How does he make the journey from Rafah to Gaza? "Through the tunnels, of course," N explains. Asked if it's dangerous, he replies: "Dangerous? Are you kidding? There's a motor-scooter taxi service - one brings me from the Egyptian side of the border to the Gazan side of the tunnel, no problem."
A review of the circumstances in Gaza revealed that this information is correct. Yet even though safe passage has now been established between Gaza and the West Bank, it appears that reconciliation between Fatah and Hamas has never been farther away. Several factors have come together in past months to exacerbate the fight between the two organizations.
Hamas has undergone major changes in the past week, some of which will have a direct impact upon the chances for rapprochement between Palestinian politics' main forces. The most dramatic change was the quiet ousting of Khaled Meshal as director of Hamas' political bureau. Meshal, who officially announced this week that he has no intention of fighting to retain his leadership post in the current, hotly contested, election campaign, has been a consistent supporter of reconciliation between Hamas and Fatah. Along with Fatah head Mahmoud Abbas, Meshal is signed to the "Doha agreement," under which Abbas was supposed to serve as leader of a unity government until the staging of national Palestinian elections.
In fact, the Doha accord was what led to the end of Meshal's political career. After he left Damascus, and lost the political-financial patronage of Syria and Iran, he basically turned into just another political functionary in Hamas. The Gazan Hamas leadership, under the direction of Sheikh Ismail Haniyeh, was determined to scrap the reconciliation accord with Fatah, even if doing so meant a direct showdown with Meshal. The bottom line is that Haniyeh won this clash with Meshal.
The latter's exit also symbolized the weakening of Hamas' military "chief of staff," Ahmed Jabri. According to Israeli officials, Mohammed Deif, an operative active since the 1990s, has played an increasingly major role in Hamas' military wing; according to Palestinian security sources, two other old-new players have been challenging Jabri in Gaza: Yehiye Sinwar and Ruhi Mushtaha, two of the prisoners liberated in the Gilad Shalit deal last October. Ironically, Jabri - who was instrumental in the finalizing of the Shalit exchange and the freeing of the two - inadvertently created an opposition force in Hamas' military wing.
Another change that jeopardizes prospects for national Palestinian reconciliation involves the rise of the Islamic government in Egypt, and its close links with Hamas. Top-ranking Palestinian sources report that, over the past few weeks, Hamas leaders - particularly Haniyeh - have tried to convince Morsi and his colleagues in the Egyptian government to establish a free-trade zone in the Rafah-El-Arish area. These sources view the lobbying as part of a Hamas attempt to foster symbols of sovereignty, and to separate once and for all from the West Bank.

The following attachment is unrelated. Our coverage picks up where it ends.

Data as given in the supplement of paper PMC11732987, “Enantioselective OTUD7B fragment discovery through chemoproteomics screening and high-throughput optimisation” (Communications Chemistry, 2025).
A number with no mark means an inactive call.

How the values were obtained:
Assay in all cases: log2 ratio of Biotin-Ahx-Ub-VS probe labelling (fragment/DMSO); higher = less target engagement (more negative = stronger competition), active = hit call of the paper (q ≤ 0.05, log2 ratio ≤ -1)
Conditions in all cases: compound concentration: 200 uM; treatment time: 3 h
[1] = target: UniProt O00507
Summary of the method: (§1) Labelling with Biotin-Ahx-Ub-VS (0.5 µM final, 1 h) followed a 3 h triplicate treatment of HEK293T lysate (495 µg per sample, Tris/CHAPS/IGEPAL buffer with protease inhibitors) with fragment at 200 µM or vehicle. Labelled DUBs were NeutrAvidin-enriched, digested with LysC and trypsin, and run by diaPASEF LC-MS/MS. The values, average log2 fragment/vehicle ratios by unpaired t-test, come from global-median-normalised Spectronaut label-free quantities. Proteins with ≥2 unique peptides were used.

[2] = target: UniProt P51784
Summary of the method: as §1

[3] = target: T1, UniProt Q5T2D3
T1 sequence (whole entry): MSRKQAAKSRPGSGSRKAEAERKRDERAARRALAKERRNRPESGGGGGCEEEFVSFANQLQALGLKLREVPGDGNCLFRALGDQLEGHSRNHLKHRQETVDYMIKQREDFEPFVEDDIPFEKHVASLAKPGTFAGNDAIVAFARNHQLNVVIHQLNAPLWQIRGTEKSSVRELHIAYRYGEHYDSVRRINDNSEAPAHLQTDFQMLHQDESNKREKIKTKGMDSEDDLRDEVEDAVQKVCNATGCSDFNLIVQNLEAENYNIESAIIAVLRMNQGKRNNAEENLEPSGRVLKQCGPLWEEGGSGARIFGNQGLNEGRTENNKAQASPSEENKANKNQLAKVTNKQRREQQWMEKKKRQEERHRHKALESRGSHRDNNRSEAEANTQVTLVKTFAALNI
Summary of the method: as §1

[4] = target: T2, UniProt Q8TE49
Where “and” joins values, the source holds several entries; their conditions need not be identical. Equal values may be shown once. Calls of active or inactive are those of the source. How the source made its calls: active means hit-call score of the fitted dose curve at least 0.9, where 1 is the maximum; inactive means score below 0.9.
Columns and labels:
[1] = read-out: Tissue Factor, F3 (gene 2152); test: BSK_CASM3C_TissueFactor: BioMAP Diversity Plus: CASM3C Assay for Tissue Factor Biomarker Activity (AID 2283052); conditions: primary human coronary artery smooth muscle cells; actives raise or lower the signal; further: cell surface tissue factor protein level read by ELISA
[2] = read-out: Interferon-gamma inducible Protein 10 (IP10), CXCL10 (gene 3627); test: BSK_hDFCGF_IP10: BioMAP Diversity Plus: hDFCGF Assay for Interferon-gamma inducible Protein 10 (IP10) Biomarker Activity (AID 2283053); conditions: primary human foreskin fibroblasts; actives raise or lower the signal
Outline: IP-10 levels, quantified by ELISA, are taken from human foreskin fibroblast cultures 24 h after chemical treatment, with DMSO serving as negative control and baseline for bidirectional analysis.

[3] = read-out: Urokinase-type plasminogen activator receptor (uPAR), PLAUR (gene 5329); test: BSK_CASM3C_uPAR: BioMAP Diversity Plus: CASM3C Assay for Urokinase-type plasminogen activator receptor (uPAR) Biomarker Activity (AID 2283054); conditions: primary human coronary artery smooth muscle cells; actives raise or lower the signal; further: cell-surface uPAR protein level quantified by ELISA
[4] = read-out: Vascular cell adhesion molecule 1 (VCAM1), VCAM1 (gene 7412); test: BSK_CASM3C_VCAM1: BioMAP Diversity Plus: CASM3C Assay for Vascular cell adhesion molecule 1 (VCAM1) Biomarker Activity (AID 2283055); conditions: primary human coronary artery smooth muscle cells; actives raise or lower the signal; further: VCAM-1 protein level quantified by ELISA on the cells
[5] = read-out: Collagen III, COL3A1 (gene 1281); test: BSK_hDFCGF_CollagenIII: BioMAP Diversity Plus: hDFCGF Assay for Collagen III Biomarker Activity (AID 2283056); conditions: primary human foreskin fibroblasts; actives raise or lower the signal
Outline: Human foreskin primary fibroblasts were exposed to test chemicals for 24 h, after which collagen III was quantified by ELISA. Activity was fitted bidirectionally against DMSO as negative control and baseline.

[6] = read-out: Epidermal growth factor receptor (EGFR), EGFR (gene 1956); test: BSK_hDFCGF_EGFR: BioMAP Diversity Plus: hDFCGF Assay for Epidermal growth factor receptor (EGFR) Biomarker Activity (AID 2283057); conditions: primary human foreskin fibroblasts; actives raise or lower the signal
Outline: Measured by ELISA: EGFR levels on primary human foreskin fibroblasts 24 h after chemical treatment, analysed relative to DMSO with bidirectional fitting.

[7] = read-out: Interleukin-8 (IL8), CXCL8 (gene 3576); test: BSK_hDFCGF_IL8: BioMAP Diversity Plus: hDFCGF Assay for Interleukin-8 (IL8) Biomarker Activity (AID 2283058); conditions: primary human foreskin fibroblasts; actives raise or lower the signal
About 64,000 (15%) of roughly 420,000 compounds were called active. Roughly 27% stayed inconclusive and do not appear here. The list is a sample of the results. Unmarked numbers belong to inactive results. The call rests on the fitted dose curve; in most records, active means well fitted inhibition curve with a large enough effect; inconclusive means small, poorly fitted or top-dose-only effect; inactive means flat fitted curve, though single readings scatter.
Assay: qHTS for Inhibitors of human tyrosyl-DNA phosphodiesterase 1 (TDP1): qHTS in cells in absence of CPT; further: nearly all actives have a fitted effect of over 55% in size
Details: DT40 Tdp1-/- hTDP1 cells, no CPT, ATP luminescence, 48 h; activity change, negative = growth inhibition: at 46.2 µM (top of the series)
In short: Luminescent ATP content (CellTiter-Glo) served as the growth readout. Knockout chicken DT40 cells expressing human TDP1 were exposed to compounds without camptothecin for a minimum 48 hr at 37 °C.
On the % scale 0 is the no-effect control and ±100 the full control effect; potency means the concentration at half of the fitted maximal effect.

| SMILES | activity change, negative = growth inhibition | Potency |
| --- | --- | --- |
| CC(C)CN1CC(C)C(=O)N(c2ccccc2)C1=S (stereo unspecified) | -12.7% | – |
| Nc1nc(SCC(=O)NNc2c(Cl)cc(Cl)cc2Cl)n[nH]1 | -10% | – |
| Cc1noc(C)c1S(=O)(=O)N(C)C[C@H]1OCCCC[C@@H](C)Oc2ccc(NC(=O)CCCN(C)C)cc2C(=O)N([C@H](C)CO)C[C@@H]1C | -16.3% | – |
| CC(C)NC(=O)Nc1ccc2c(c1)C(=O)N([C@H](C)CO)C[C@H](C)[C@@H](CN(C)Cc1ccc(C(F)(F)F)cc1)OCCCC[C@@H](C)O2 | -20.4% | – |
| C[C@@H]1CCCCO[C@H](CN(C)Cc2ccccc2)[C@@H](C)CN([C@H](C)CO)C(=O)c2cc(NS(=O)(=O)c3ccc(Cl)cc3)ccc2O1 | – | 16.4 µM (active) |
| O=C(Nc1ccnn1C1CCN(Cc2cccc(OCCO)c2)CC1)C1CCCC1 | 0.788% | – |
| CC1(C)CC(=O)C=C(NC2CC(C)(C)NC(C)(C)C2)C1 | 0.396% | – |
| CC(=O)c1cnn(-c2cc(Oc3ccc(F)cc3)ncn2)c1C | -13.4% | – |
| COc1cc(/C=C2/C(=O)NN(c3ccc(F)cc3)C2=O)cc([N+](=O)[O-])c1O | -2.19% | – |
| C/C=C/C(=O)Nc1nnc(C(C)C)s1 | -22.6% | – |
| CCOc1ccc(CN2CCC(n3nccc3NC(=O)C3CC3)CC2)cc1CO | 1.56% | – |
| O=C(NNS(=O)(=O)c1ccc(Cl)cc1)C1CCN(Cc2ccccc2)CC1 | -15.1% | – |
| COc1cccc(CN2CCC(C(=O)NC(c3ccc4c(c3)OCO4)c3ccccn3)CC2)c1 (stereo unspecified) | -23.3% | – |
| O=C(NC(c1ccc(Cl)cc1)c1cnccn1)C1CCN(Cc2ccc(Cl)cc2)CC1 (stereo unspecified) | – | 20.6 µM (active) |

During a visit last week to Cairo, Haniyeh tried to persuade Egypt's leaders to allow Hamas to have security responsibility in the Rafah-El-Arish zone, the sources say. Such a move would relieve the Egyptians of a major headache - dealing with the extremists in northeast parts of Sinai. The sources say the very fact that leaders in Cairo agreed to receive Haniyeh was fraught with significance. Such a reception, they explain, constitutes Egyptian recognition of Hamas sovereignty on the Gaza Strip, and willingness to discuss various trade-agreement proposals.
Warnings relayed by Egypt's general intelligence service, its foreign ministry and other government branches dissuaded Morsi from acceding to Haniyeh's proposals regarding a free-trade zone, these Palestinian sources say. Yet the Hamas-Egypt alliance continues to consolidate, and Fatah officials in Ramallah seem increasingly isolated.
One after another, Abbas' allies in the Arab world seem to be separating themselves from him. Egypt is under the control of the Muslim Brotherhood. In Jordan, King Abdullah II's next steps are hard to anticipate; possibly, he could choose to lessen internal ferment against his rule by moving closer to the Muslim Brotherhood.
Qatar's Ambassador to the Gaza Strip, Mohammad Al-Emadi, visited Haniyeh's home this week to announce a $254 million project to develop Gazan infrastructure. This notification came at a time when the Palestinian Authority lacks the funds to pay workers' salaries. One can imagine how the Qatari announcement will boost Haniyeh's status within Hamas.
Palestinian Authority sources suspect that the U.S. government is conducting quiet, behind-the-scenes negotiations with Hamas, using Morsi and Egypt's Muslim Brotherhood as intermediaries. These well-placed sources explain that Washington has delivered messages to Hamas about its willingness to cooperate with the Islamic organization, should it accept conditions stipulated by the Quartet on the Middle East.
And as icing on the cake, despite the fact that the Netanyahu government has offered some economic assistance to the PA, it appears to being doing its utmost to undermine Abbas and his regime politically. Foreign Minister Avigdor Lieberman's unbridled attacks on Abbas have caused many PA officials to harbor the logical concern that Israeli officials would welcome a Hamas takeover in the West Bank.
One top PA official told Haaretz this week that, paradoxically, the political outlook of Israel's government currently bears a stronger resemblance to that of Hamas than of Fatah: "Both you [Israeli officials] and Hamas talk about temporary solutions. Lieberman and Hamas rule out talks based on the 1967 borders. And, to a certain extent, Hamas today is prepared to accept a type of temporary government in the West Bank because, as it sees things, the real solution - i.e., Israel's destruction - will occur in the future."